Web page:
Upcoming Webinar :Register now for 'ULIP as an investment during economic recovery' powered by Bajaj Allianz
you are here: HomeNewsIndia

Delhi's Nigambodh Ghat To Get 3 More CNG-Based Furnaces For Cremation Next Week

In the last ten days, there were instances when the maximum daily cremation count of COVID-19 victims reached 22..

Nov 21, 2020 / 09:55 PM IST
Representative Image (Image: AP)

Representative Image (Image: AP)

Amid a spike in COVID-19 cases, Nigambodh Ghat, the biggest cremation facility in the national capital, is likely to get three more CNG-based furnaces from next week, officials said on Saturday. In the last ten days, there were instances when the maximum daily cremation count of COVID-19 victims reached 22, they said.

A total of 210 COVID-19 victims were cremated at the Ghat from November 10 to November 21, said officials of the North Delhi Municipal Corporation (NDMC). Twenty COVID-19 victims were cremated at the cremation facility located along Yamuna river till 5.30 PM on Saturday, they said.

Coronavirus update: As Delhi wrestles third wave, survey finds 74% residents favour shutting down markets, shops 

"Elaborate arrangements have been made for safe cremation of bodies of COVID-19 victims and personal protective equipment kits are used by the people engaged in carrying the deceased," said a senior NDMC officer. The corporation has earmarked 52 platforms for cremation on wooden pyres out of the total 104 and three CNG furnaces for cremation of COVID 19 victims.

"Three new CNG furnaces are likely to start from Monday. So six furnaces would be available for cremation altogether. Besides these, there are 13 platforms for cremation on the banks of Yamuna river that can also be used in case of increase in number of bodies," he said. The municipal health officer of North corporation has asked his counterparts in the two other corporations to ensure routing bodies to those cremation grounds with which hospitals in that area are attached, so that Nigambodh Ghat is not overburdened.


COVID-19 Vaccine

Frequently Asked Questions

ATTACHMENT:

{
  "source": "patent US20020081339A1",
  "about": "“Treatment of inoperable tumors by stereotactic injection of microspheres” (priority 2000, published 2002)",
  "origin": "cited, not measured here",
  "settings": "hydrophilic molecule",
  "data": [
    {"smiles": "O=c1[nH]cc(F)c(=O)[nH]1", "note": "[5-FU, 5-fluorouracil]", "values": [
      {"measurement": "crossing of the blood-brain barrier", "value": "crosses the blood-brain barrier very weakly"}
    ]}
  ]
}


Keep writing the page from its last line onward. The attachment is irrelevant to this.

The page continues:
View more
How does a vaccine work?

A vaccine works by mimicking a natural infection. A vaccine not only induces immune response to protect people from any future COVID-19 infection, but also helps quickly build herd immunity to put an end to the pandemic. Herd immunity occurs when a sufficient percentage of a population becomes immune to a disease, making the spread of disease from person to person unlikely. The good news is that SARS-CoV-2 virus has been fairly stable, which increases the viability of a vaccine.

How many types of vaccines are there?

There are broadly four types of vaccine — one, a vaccine based on the whole virus (this could be either inactivated, or an attenuated [weakened] virus vaccine); two, a non-replicating viral vector vaccine that uses a benign virus as vector that carries the antigen of SARS-CoV; three, nucleic-acid vaccines that have genetic material like DNA and RNA of antigens like spike protein given to a person, helping human cells decode genetic material and produce the vaccine; and four, protein subunit vaccine wherein the recombinant proteins of SARS-COV-2 along with an adjuvant (booster) is given as a vaccine.

What does it take to develop a vaccine of this kind?

Vaccine development is a long, complex process. Unlike drugs that are given to people with a diseased, vaccines are given to healthy people and also vulnerable sections such as children, pregnant women and the elderly. So rigorous tests are compulsory. History says that the fastest time it took to develop a vaccine is five years, but it usually takes double or sometimes triple that time.

View more
The medical superintendents of hospitals engaged in treating COVID-19 patients have also been asked to release bodies at intervals so that there is no rush at cremation ground at one point of time. The corporation has also issued an appeal, asking less number of people to accompany the bodies of COVID-19 victims for cremation as it will help in maintaining social distance. More rush may lead to spread of the virus, officials said.
first published: Nov 21, 2020 09:55 pm

stay updated

Get Daily News on your Browser